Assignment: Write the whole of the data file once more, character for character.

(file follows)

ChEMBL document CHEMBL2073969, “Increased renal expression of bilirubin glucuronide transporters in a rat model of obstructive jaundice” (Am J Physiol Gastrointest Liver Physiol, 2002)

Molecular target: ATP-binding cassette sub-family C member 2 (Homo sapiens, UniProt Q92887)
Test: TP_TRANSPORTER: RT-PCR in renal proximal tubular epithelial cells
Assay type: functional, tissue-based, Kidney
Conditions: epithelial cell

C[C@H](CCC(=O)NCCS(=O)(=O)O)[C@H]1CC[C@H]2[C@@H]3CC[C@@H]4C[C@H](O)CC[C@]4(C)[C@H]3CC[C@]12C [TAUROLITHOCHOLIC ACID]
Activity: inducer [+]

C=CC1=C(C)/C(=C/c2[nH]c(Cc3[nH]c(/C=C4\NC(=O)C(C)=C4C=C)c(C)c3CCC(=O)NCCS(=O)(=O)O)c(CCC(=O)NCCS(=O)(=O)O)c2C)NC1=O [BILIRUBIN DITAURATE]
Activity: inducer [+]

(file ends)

ChEMBL document CHEMBL2073969, “Increased renal expression of bilirubin glucuronide transporters in a rat model of obstructive jaundice” (Am J Physiol Gastrointest Liver Physiol, 2002)

Molecular target: ATP-binding cassette sub-family C member 2 (Homo sapiens, UniProt Q92887)
Test: TP_TRANSPORTER: RT-PCR in renal proximal tubular epithelial cells
Assay type: functional, tissue-based, Kidney
Conditions: epithelial cell

C[C@H](CCC(=O)NCCS(=O)(=O)O)[C@H]1CC[C@H]2[C@@H]3CC[C@@H]4C[C@H](O)CC[C@]4(C)[C@H]3CC[C@]12C [TAUROLITHOCHOLIC ACID]
Activity: inducer [+]

C=CC1=C(C)/C(=C/c2[nH]c(Cc3[nH]c(/C=C4\NC(=O)C(C)=C4C=C)c(C)c3CCC(=O)NCCS(=O)(=O)O)c(CCC(=O)NCCS(=O)(=O)O)c2C)NC1=O [BILIRUBIN DITAURATE]
Activity: inducer [+]